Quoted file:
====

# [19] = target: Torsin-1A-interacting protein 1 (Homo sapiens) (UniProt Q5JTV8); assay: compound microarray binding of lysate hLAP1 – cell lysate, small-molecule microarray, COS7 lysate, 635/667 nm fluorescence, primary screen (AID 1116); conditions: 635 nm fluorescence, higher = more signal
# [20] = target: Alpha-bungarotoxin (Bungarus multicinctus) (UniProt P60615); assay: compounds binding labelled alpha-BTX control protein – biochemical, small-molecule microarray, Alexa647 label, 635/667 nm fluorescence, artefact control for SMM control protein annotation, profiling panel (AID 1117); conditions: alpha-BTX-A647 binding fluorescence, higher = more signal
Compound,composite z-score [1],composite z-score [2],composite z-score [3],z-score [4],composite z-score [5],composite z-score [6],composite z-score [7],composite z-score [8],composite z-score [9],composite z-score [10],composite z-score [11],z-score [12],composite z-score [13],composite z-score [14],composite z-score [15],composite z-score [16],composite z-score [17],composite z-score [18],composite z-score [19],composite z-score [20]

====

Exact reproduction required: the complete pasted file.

# [19] = target: Torsin-1A-interacting protein 1 (Homo sapiens) (UniProt Q5JTV8); assay: compound microarray binding of lysate hLAP1 – cell lysate, small-molecule microarray, COS7 lysate, 635/667 nm fluorescence, primary screen (AID 1116); conditions: 635 nm fluorescence, higher = more signal
# [20] = target: Alpha-bungarotoxin (Bungarus multicinctus) (UniProt P60615); assay: compounds binding labelled alpha-BTX control protein – biochemical, small-molecule microarray, Alexa647 label, 635/667 nm fluorescence, artefact control for SMM control protein annotation, profiling panel (AID 1117); conditions: alpha-BTX-A647 binding fluorescence, higher = more signal
Compound,composite z-score [1],composite z-score [2],composite z-score [3],z-score [4],composite z-score [5],composite z-score [6],composite z-score [7],composite z-score [8],composite z-score [9],composite z-score [10],composite z-score [11],z-score [12],composite z-score [13],composite z-score [14],composite z-score [15],composite z-score [16],composite z-score [17],composite z-score [18],composite z-score [19],composite z-score [20]